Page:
None of Allah’s 99 names stand for violence, says Sushma at OIC while citing Quran

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Abu Dhabi – External Minister of India, Shrimati Sushma Swaraj addressed the OIC meeting on Friday with the verse of the Holy Quran and reiterating the point that “Islam means Peace, and none of Allah’s 99 names means violence”.

Swaraj was invited for the first time by UAE for the inaugural plenary of Organization of Islamic Cooperation (OIC) to represent 185 Million Indian Muslims, among all the other 57 Islamic countries.

“Terrorism and extremism bear different names and labels. It uses diverse causes. But in each case, it is driven by distortion of religion, and a misguided belief in its power to succeed. The fight against terrorism is not a confrontation against any religion,” Swaraj said.

Fakhruddin Ali Ahmed, a senior minister in Indira Gandhi’s cabinet who later became President, was invited to attend the Rabat conference in 1969 and then disinvited at Pakistan’s instance after he arrived in the Moroccan capital.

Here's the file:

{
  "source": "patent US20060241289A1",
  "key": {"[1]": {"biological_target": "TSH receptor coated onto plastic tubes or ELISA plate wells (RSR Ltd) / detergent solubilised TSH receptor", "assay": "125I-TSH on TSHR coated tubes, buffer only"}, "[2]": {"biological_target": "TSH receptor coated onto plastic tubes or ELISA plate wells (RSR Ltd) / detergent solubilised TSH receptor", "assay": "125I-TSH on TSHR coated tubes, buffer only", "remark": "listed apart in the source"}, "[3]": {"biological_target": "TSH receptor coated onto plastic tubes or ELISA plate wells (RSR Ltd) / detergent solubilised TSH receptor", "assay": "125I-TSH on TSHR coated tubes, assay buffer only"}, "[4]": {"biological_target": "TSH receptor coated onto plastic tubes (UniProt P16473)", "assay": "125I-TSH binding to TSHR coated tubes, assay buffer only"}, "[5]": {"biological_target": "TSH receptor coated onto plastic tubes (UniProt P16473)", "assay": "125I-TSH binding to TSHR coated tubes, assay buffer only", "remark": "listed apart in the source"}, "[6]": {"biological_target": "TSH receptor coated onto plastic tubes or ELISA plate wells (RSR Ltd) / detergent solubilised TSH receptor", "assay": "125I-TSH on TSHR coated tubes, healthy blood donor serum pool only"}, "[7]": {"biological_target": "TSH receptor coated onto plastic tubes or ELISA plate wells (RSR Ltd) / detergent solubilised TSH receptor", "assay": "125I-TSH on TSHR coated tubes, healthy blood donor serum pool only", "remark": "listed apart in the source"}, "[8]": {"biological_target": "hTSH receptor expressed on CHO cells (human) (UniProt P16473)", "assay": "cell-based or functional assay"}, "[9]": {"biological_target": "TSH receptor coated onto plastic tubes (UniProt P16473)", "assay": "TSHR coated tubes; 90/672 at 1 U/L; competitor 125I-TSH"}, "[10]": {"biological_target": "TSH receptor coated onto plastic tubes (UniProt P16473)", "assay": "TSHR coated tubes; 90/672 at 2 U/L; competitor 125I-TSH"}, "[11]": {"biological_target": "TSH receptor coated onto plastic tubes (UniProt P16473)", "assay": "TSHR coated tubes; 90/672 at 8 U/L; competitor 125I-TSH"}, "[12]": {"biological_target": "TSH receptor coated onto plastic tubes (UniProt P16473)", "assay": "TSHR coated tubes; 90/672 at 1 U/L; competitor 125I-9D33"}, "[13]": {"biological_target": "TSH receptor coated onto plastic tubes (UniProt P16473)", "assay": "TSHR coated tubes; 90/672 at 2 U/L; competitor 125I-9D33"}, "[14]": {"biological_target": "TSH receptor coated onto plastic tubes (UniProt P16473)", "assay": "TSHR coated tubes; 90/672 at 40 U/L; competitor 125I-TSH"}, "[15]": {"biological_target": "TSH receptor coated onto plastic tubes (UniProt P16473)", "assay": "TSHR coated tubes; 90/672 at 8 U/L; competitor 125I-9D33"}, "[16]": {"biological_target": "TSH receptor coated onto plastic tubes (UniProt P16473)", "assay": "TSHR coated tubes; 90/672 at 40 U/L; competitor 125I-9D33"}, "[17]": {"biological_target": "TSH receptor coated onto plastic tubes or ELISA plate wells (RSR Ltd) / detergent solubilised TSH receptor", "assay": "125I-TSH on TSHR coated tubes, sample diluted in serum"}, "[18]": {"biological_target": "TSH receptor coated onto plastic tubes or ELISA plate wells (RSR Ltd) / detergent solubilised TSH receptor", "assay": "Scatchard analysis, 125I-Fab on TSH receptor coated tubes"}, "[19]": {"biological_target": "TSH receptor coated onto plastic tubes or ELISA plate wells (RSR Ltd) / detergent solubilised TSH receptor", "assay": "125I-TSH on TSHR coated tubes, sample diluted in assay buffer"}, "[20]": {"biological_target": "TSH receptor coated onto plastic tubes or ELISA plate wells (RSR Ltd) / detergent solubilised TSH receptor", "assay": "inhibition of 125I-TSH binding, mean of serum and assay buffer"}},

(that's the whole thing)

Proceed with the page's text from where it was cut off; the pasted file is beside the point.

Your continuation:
Since then, India has been excluded from all OIC deliberations.

Sawaraj during her address read a verse from the Holy Koran which says ‘La Ikrah fiddeen’ — Let there be no compulsion in religion.

“Just as Islam literally means peace, none of the 99 names of Allah mean violence. Similarly, every religion in the world stands for peace, compassion and brotherhood,” she said.

“I carry the greetings of 1.3 billion Indians, including more than 185 million Muslim brothers and sisters. Our Muslims brothers and sisters are a microcosm of the diversity of India itself,” the minister said and asserted that “very few” Muslims in India have fallen prey to the poisonous propaganda of radical and extremist ideologies.

She asserted the point that she represents the land that has been a fountain of knowledge for ages, a beacon of peace, and a source of faiths and traditions.

However, during her entire 17-minute speech, she did not mention Pakistan.

“They have diverse culinary tastes, myriad choices of traditional attire, and they maintain strong cultural and linguistic heritage of the regions they loved and have lived for generations. They practice their respective beliefs and live in harmony with each other and with their non-Muslim brethren,” Swaraj added.

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